Australian government and the accuses on the climate changes

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Australian government and the accuses on the climate changes

It came the first charge against the Australian government comes from a twenty years-old, who said Australian government kept silent about the risks of climate change. Katta O'Donnell is an Australian student who initiated the first legal case against her government.

Katta said he wanted to bring the Australian government to court for keeping quiet about the climate risks, translating this intention into a real legal action. Supported by Equity Generation Lawyers attorney David Barnden, she filed a complaint a few days ago with the federal court.

She said: "I am 23 years-old, I look to the future and I can certainly see that climate change is here and will get worse, and it is time for the government to communicate to the public the impact that climate change will have on our future and economy."

According Katta, the young Australians who own bonds through their pension fund are completely unaware of the government's assessments of climate risk in relation to their investments. Australians are worth over $ 700 billion, mostly held by central banks and pension funds.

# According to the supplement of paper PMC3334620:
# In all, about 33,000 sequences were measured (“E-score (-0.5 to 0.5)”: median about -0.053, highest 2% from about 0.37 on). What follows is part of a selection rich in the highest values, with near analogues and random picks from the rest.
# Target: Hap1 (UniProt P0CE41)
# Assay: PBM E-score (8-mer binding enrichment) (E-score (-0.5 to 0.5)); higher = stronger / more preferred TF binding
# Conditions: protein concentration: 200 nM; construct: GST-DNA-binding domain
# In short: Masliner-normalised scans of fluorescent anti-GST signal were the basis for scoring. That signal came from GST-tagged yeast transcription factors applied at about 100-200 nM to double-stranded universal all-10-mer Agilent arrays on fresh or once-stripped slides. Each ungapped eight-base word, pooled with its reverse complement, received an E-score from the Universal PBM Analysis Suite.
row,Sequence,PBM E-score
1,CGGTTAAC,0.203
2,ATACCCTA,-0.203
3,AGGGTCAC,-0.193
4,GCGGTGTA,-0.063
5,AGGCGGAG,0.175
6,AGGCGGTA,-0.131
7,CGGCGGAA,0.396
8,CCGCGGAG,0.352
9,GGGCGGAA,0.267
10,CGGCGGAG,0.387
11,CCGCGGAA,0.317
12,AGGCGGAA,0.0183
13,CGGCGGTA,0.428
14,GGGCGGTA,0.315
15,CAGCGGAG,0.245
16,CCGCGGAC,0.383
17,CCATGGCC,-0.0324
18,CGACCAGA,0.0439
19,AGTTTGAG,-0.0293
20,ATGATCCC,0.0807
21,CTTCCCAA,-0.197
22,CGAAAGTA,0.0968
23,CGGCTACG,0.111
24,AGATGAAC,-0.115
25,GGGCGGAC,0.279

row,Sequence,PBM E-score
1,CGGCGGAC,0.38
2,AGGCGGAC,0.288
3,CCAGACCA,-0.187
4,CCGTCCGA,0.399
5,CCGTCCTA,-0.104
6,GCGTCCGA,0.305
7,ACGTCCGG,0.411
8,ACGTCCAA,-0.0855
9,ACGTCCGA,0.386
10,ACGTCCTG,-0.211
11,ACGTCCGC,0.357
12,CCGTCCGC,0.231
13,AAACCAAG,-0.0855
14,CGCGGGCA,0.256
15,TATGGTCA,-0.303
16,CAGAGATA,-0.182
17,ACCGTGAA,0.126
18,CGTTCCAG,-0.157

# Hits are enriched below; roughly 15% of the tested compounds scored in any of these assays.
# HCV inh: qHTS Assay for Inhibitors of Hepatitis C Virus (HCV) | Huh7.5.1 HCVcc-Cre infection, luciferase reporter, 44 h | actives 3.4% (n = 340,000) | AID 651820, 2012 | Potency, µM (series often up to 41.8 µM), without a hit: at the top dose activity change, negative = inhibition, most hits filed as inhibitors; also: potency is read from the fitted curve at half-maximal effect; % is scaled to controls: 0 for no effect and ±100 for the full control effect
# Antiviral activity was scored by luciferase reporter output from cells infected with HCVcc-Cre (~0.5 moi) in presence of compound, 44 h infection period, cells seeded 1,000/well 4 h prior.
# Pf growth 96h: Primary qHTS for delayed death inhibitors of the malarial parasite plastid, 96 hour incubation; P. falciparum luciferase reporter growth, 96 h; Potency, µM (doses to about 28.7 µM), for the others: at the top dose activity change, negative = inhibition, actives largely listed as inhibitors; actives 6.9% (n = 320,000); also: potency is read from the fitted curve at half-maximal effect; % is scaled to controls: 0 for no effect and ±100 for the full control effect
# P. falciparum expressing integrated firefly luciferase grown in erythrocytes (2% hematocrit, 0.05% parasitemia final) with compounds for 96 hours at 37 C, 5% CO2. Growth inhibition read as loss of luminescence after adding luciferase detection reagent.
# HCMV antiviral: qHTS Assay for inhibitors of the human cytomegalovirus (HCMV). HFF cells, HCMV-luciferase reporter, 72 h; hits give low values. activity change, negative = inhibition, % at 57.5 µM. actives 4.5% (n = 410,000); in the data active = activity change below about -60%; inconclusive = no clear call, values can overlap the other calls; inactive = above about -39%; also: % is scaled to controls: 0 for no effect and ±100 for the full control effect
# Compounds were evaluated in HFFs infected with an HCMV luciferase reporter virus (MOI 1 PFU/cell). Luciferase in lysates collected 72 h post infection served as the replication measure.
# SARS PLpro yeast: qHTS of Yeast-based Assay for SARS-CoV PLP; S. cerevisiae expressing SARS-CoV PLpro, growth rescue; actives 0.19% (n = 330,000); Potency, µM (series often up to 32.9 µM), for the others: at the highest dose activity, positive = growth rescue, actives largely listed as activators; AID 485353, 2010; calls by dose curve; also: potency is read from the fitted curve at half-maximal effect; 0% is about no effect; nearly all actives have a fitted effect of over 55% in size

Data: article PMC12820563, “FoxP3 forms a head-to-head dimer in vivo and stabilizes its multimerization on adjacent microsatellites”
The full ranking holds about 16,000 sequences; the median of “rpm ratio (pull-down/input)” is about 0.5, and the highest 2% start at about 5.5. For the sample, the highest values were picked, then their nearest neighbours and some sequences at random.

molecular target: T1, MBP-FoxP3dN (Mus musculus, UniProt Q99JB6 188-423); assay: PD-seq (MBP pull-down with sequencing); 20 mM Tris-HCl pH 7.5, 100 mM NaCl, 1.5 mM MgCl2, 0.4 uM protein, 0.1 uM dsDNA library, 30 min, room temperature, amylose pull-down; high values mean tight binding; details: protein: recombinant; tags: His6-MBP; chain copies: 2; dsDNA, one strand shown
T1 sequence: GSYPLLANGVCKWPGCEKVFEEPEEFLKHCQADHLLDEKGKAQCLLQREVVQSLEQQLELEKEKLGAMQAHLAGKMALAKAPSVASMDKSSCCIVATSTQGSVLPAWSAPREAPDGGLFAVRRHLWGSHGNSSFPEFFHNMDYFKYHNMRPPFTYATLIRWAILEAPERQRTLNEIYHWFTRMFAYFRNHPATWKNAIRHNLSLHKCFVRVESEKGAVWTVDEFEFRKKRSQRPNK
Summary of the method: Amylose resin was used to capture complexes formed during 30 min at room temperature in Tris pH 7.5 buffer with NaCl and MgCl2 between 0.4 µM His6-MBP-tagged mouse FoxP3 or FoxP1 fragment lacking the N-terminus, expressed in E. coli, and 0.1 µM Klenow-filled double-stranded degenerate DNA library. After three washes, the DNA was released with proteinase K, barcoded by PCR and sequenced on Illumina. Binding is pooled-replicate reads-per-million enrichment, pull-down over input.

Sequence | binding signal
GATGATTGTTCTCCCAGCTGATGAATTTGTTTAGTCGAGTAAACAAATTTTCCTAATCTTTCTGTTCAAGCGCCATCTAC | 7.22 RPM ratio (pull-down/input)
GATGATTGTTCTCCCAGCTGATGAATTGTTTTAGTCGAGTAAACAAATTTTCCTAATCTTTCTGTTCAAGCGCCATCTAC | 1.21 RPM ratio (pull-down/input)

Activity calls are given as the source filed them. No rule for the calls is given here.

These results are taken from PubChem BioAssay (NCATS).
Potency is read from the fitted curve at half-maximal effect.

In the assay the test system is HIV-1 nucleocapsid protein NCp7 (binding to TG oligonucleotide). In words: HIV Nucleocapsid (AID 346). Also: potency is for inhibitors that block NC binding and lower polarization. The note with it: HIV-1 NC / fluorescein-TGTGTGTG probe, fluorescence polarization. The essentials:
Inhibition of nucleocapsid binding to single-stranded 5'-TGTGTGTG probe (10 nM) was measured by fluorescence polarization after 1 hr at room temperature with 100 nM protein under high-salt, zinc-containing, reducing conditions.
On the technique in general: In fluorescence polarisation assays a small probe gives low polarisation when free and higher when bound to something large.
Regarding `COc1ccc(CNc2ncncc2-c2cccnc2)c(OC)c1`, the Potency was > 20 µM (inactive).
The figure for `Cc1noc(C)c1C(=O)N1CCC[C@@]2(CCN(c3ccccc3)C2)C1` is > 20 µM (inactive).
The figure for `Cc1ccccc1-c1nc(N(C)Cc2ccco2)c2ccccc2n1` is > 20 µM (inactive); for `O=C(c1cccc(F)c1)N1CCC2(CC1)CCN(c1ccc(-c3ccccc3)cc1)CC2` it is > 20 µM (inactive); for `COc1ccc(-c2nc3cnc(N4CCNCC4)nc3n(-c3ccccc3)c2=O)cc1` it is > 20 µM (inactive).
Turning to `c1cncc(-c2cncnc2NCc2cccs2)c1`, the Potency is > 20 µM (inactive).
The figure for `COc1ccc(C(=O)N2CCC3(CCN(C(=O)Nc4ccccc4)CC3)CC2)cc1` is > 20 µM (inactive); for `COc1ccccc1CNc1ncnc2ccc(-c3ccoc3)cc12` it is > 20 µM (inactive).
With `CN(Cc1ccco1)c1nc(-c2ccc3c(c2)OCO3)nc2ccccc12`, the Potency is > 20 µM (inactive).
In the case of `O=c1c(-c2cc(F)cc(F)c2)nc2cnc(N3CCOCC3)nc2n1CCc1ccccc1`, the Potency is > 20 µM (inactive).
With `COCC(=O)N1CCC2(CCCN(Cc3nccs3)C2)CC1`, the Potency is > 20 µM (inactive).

Katta also said: "While the current government will be out of power for a long time when we can access this money, our financial security will bear the brunt of its climate heritage."

Katta's decision

She decided to file a lawsuit against the government after writing a letter that has never been answered.

Through lawyer O'Donnell, he asked Prime Minister Scott Morrison to change his disclosure policy. But there is no sign of life from the institutions. Following the complaint a few days ago, it was the spokesman for Josh Frydenberg, a member of the Australian House of Representatives, who leaned over with a comment: "The Treasury was aware of the complaint, the Commonwealth legal representatives were taking it into consideration, but declined to comment further on the basis of the ongoing court proceedings, "he said.

Former National Australia Bank chief economist of markets Rob Henderson called the girls an interesting complaint, explaining how the main Australian banks have now published all the annual climate reports and issued green bonds.

"We are facing the harrowing physical impacts of drought and forest fires and we are also facing the financial risks of an economy overexposed to fossil fuels that are left behind as the world switches to clean energy," said Barndern, Katta's attorney, commenting the importance of choosing the young woman.

By 2030, Scott Morrison's government is expected to cut emissions from 26% to 28% below 2005 levels - less than scientists believe needed to do its part under the Paris climate agreement .